"Capitalist production has unified space, breaking down the boundaries between one society and the next. This unification is at the same time an extensive and intensive process of banalization. Just as the accumulation of commodities mass-produced for the abstract space of the market shattered all regional and legal barriers and all the Medieval guild restrictions that maintained the quality of craft production, it also undermined the autonomy and quality of places. The homogenizing power is the heavy artillery that has battered down all the walls of China."
- Guy Debord, The Society of the Spectacle, 1967
The irony is that the system that eroded provincialism is the system that provincialism's greatest defenders are now (and have been since at least Reagan) championing to resurrect some imagined form of isolation, traditional culture, and racial homogenization. Because the system they're using to achieve their ends is designed to do the opposite, it will never work. Boosters of a retreat to localism will end up even more the brunt of capitalism's cruel joke. The other irony, from the other side of the political spectrum, is that many who purport to resist capitalism joy in reproducing the concept of, as well as real manifestations of, local, territorially-defined culture, i.e. the Romantic "patchwork." This is visible more than anywhere in elite food consumption culture, where distinction comes from an authenticity that is almost always tethered to landscape. Enough already, terroir. You can't be multicultural at home, then align your own cultural status to a practice everywhere else that reinforces the provincialism that horrifies you most.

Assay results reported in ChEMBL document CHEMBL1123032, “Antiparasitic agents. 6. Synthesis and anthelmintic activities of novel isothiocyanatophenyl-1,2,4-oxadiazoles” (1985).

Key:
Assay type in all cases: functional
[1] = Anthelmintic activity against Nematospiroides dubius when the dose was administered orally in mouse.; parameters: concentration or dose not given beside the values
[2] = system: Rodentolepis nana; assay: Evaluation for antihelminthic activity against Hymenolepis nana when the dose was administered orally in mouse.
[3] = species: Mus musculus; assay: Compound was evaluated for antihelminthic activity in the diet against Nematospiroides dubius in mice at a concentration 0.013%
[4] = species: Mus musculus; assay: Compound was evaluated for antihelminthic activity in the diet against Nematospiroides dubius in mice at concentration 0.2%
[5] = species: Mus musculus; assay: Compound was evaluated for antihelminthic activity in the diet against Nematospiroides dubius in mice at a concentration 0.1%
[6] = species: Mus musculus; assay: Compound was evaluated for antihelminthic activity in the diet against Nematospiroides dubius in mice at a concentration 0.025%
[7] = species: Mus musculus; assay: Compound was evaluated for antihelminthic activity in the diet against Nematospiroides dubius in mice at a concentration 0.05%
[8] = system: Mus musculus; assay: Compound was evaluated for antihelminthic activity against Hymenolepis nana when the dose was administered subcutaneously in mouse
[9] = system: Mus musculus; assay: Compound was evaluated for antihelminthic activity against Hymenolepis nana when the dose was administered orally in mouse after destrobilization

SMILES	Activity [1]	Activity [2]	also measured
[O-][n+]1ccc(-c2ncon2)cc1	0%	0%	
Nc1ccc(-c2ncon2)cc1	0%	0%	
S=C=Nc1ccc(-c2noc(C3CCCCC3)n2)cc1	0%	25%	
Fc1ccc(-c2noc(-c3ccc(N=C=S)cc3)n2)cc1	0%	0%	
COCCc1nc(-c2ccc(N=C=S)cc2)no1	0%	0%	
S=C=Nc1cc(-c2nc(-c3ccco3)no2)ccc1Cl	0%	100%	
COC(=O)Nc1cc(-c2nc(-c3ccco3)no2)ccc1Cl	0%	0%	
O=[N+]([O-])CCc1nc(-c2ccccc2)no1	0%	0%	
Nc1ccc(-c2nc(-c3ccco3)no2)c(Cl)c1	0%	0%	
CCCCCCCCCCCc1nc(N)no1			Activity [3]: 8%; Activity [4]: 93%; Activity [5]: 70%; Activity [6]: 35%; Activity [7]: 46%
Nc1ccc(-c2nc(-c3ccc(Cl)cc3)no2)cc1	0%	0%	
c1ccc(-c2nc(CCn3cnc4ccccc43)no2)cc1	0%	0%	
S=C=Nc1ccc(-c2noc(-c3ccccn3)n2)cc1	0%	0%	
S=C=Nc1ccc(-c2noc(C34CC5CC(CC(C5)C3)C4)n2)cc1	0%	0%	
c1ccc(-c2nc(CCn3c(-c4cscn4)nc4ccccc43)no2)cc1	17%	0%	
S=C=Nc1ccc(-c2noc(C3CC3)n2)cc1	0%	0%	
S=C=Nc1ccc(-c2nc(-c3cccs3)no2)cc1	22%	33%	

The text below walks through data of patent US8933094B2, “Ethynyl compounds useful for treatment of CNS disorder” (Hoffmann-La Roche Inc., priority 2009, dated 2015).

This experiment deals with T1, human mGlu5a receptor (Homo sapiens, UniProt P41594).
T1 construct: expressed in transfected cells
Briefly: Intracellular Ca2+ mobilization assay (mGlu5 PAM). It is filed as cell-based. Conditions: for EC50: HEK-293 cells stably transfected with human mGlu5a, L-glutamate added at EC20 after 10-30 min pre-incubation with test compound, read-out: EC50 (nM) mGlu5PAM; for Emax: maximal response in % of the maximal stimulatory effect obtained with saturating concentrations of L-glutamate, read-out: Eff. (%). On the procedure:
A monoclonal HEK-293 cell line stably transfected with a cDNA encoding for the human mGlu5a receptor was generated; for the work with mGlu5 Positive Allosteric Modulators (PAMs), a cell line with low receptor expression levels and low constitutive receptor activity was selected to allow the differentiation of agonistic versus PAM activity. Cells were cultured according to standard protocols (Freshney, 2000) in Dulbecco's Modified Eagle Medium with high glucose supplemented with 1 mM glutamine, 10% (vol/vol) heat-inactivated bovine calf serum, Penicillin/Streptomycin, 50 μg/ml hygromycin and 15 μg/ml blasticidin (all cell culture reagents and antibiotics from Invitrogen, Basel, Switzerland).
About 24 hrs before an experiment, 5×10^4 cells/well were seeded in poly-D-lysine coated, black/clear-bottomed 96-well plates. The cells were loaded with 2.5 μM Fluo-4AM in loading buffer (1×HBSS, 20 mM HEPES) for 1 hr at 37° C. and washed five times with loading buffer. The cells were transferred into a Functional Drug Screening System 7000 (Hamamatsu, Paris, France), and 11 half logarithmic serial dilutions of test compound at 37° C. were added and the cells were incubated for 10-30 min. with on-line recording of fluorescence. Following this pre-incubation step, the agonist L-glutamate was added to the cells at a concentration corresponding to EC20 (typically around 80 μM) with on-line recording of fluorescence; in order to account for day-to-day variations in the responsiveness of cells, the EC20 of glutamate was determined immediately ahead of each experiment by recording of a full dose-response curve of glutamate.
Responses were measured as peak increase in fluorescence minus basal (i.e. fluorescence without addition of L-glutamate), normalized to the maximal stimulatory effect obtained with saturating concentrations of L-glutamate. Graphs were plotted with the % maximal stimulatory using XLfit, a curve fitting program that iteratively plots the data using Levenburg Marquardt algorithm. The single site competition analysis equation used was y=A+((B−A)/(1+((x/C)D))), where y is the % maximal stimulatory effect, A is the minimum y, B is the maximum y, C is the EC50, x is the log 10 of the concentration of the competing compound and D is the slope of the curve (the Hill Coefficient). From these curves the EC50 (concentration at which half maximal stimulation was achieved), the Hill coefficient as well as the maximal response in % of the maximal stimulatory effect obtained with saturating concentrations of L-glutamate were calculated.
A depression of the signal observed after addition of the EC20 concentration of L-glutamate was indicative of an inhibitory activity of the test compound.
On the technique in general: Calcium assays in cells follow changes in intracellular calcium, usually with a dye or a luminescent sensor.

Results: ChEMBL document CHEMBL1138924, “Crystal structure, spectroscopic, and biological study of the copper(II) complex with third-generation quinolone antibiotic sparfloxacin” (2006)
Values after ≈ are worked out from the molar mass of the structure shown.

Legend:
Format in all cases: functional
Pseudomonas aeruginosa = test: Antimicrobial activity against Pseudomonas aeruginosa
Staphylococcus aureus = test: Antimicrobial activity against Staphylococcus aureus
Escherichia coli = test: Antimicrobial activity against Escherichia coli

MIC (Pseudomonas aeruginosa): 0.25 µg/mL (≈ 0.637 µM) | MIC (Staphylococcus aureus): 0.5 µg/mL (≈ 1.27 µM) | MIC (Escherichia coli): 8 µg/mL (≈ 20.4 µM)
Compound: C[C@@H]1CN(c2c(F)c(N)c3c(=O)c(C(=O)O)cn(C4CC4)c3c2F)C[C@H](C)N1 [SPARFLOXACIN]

The following passage is from:
Beck, John. 2001. "Without Form and Void: The American desert as trope and terrain." Nepantla: Views from South 2 (1):63-83.
"These days, mention of the American desert is equally likely to prompt speculation about crashed spacecraft, secret scientific experiments, government cover-ups, occult Indian ceremonies, and drug smuggling and other varieties of organized criminal activity. The stories have changed, but the perceived otherworldliness of the arid zone has remained. The trope of the desert as without form and void enables the proliferation of all other tropes; the desert becomes the place of infinite metaphorical multiplicity."
The desert's perceived emptiness is what makes it ideologically malleable.
"Before the wind ever has a chance to enter a desert settlement, it should be lifted high above the community by some barrier at the settlement's boundaries.
To lift wind in the desert sufficiently, the barriers must be as high as most of the tallest buildings in the settlement it protects, generally about two stories."
- Kelly, Kathleen, and R.T. Schnadelbach. 1976. Landscaping the Saudi Arabian Desert. Philadelphia: Delancy Press.
Architecture Without Architects is the name of a well-known book written in 1964 by Bernard Rudofsky. The book was originally a museum catalog based on a 1964 exhibit at the Museum of Modern Art, the purpose of which was to study "non-formal, non-classified" architecture. As such, it's about the anonymous, the generic, the vernacular, the spontaneous, the indigenous, and the rural.
What happens when people just build without official or commercial intentions?